Show Review & Photos: Edward Sharpe and the Magnetic Zeroes @ Marymoor Park

Edward Sharpe and the Magnetic Zeroes @ Marymoor Park, 9/15
Show Review & Photos by Holly Cartwright

I approached Marymoor Park just as Clap Your Hands Say Yeah was wrapping up their set. Dusk was closing in on the park, and heavy red and orange lights illuminated the stage. From the gates, I remember thinking that the whole setup was like a wicked sunset on the Southern horizon.

Despite having a strong following here in the Northwest, Edward Sharpe & The Magnetic Zeros hadn’t performed in front of the Seattle crowd for some time.

However, it’s safe to say that they more than made up for lost time with their performance on Saturday evening in Redmond.

I was delighted to see how many fans had turned out. While there were a substantial number of people sprawled out on the grass several yards behind the stage, there was a very impressive stack of eager fans squashed against it. It’s always a good sign when people are gathered around attentively, just for soundcheck between sets.

Edward Sharpe and the Magnetic Zeroes

Alex Ebert, founder and front man of the group, was nothing but engaging and exuberant for the entire duration of his time on stage. He was swaying and dancing dreamily, interacting with each member of his band. Alex seemed to have found this very tangible chemistry with every individual. Nothing about his banter and his act seemed the least bit contrived. Contrarily, I was impressed by how invariably natural and comfortable he was.

Jade Castrinos was no different. Everything about her was captivating, from her powerful voice to her genuine, playful nature.

Watching the two of them interact was nothing short of magical. As the band started playing their hit song “Home,” they looked at one another and began to reminisce about when they had written it. Halfway through the song, the band played through and they started to chat about the meaning of the word home.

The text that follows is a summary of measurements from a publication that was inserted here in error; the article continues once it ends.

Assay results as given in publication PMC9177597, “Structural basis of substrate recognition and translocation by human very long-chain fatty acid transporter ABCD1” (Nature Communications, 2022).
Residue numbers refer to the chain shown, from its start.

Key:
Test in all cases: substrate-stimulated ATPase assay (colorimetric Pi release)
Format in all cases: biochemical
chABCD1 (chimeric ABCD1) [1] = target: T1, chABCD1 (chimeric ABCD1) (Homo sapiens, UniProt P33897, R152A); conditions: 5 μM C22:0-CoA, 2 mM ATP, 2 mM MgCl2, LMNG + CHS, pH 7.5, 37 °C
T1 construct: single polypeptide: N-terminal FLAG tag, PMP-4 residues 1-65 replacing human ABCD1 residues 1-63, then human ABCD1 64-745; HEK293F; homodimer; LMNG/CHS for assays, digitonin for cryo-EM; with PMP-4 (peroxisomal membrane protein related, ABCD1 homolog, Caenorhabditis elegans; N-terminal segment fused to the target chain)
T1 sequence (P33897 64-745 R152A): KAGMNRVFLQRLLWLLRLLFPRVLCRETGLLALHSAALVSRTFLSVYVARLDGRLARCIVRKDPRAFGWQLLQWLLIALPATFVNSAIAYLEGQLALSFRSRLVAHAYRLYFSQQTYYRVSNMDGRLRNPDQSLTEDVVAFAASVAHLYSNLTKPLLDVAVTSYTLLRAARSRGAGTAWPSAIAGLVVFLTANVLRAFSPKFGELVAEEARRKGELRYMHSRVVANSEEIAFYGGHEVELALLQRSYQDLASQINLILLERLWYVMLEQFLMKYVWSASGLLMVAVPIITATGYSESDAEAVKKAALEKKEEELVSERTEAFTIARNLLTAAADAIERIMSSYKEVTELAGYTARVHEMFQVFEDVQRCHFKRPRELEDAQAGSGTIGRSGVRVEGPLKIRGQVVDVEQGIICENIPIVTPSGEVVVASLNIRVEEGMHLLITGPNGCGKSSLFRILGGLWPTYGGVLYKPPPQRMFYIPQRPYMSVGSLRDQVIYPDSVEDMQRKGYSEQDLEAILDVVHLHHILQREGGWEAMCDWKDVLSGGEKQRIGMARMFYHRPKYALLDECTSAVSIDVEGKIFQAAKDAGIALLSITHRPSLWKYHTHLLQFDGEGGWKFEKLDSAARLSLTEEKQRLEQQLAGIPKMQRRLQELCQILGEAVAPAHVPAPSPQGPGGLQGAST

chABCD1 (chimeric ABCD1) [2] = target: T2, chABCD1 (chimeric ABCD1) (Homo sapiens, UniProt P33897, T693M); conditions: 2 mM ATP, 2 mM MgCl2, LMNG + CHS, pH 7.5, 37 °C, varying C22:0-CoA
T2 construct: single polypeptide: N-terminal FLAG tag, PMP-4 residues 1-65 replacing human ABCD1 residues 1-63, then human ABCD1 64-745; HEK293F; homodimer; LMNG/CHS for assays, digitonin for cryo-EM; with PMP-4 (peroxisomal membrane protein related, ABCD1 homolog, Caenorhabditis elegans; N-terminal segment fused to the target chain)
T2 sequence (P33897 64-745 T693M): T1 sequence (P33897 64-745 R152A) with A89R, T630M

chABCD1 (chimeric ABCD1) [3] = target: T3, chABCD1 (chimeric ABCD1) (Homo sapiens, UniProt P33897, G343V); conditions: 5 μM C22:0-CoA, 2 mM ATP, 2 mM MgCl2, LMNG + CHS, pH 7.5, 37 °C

JADE: Home is something. . . I think it’s a feeling. . .I think that the people who are the most important in your life are the ones that feel at home with. Like, you can be yourself and you can do lots of stuff in front of them. And they’ll love you anyway, right?

What do you think?

ALEX: I think what you think, I like that one. I like being taught what it is. Everyday, you teach me what it is, ya know?

What was more, Alex and Jade both seemed to have made a conscious effort to generate a sense of intimacy between themselves and the crowd before them. It’s generally agreed that this can be a difficult feat for a performer that’s working a crowd at an amphitheater. However, several times, Alex and Jade could be found kneeling down just on the edge, their arms stretched out to their fans, and their eyes lit up as they scanned the crowds.

This explains all of the folks packed up like sardines during soundcheck. The band clearly has no reservations when it comes to slaying the all-too-prevalent detachment between an artist and a fan. I spoke with an ecstatic young girl that was just against the stage about why it meant so much to her that she made it up front.

“Have you been to one of their shows? They get really close to the people. You’re not so much watching a performance as you are sharing an experience with somebody.”

Edward Sharpe and the Magnetic Zeroes